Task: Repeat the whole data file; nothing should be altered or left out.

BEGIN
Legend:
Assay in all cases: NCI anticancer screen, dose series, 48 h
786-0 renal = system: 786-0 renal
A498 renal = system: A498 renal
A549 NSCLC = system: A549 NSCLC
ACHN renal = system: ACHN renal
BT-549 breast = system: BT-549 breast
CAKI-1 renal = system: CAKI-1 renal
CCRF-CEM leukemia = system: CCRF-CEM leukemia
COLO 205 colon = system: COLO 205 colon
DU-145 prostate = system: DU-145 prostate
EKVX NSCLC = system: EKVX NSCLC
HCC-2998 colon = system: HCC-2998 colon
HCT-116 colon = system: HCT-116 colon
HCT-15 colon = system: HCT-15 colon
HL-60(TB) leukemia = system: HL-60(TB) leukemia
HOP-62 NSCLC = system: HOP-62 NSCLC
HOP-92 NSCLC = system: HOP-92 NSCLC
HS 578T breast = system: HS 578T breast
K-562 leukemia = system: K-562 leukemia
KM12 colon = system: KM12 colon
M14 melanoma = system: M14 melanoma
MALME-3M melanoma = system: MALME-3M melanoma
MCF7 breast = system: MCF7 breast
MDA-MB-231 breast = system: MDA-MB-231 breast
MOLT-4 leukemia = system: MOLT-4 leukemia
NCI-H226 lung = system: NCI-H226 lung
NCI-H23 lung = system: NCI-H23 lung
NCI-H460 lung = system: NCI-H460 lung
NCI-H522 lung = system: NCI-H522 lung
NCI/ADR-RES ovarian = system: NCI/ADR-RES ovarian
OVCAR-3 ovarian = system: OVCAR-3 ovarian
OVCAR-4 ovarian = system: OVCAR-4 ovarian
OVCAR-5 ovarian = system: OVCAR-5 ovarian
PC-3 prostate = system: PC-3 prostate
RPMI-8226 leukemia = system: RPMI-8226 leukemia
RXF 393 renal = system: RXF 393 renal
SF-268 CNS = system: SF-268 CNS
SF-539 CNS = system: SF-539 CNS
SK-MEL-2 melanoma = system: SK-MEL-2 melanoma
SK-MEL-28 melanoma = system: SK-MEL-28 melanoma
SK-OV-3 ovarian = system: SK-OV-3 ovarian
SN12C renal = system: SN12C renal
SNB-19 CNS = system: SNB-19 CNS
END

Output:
Legend:
Assay in all cases: NCI anticancer screen, dose series, 48 h
786-0 renal = system: 786-0 renal
A498 renal = system: A498 renal
A549 NSCLC = system: A549 NSCLC
ACHN renal = system: ACHN renal
BT-549 breast = system: BT-549 breast
CAKI-1 renal = system: CAKI-1 renal
CCRF-CEM leukemia = system: CCRF-CEM leukemia
COLO 205 colon = system: COLO 205 colon
DU-145 prostate = system: DU-145 prostate
EKVX NSCLC = system: EKVX NSCLC
HCC-2998 colon = system: HCC-2998 colon
HCT-116 colon = system: HCT-116 colon
HCT-15 colon = system: HCT-15 colon
HL-60(TB) leukemia = system: HL-60(TB) leukemia
HOP-62 NSCLC = system: HOP-62 NSCLC
HOP-92 NSCLC = system: HOP-92 NSCLC
HS 578T breast = system: HS 578T breast
K-562 leukemia = system: K-562 leukemia
KM12 colon = system: KM12 colon
M14 melanoma = system: M14 melanoma
MALME-3M melanoma = system: MALME-3M melanoma
MCF7 breast = system: MCF7 breast
MDA-MB-231 breast = system: MDA-MB-231 breast
MOLT-4 leukemia = system: MOLT-4 leukemia
NCI-H226 lung = system: NCI-H226 lung
NCI-H23 lung = system: NCI-H23 lung
NCI-H460 lung = system: NCI-H460 lung
NCI-H522 lung = system: NCI-H522 lung
NCI/ADR-RES ovarian = system: NCI/ADR-RES ovarian
OVCAR-3 ovarian = system: OVCAR-3 ovarian
OVCAR-4 ovarian = system: OVCAR-4 ovarian
OVCAR-5 ovarian = system: OVCAR-5 ovarian
PC-3 prostate = system: PC-3 prostate
RPMI-8226 leukemia = system: RPMI-8226 leukemia
RXF 393 renal = system: RXF 393 renal
SF-268 CNS = system: SF-268 CNS
SF-539 CNS = system: SF-539 CNS
SK-MEL-2 melanoma = system: SK-MEL-2 melanoma
SK-MEL-28 melanoma = system: SK-MEL-28 melanoma
SK-OV-3 ovarian = system: SK-OV-3 ovarian
SN12C renal = system: SN12C renal
SNB-19 CNS = system: SNB-19 CNS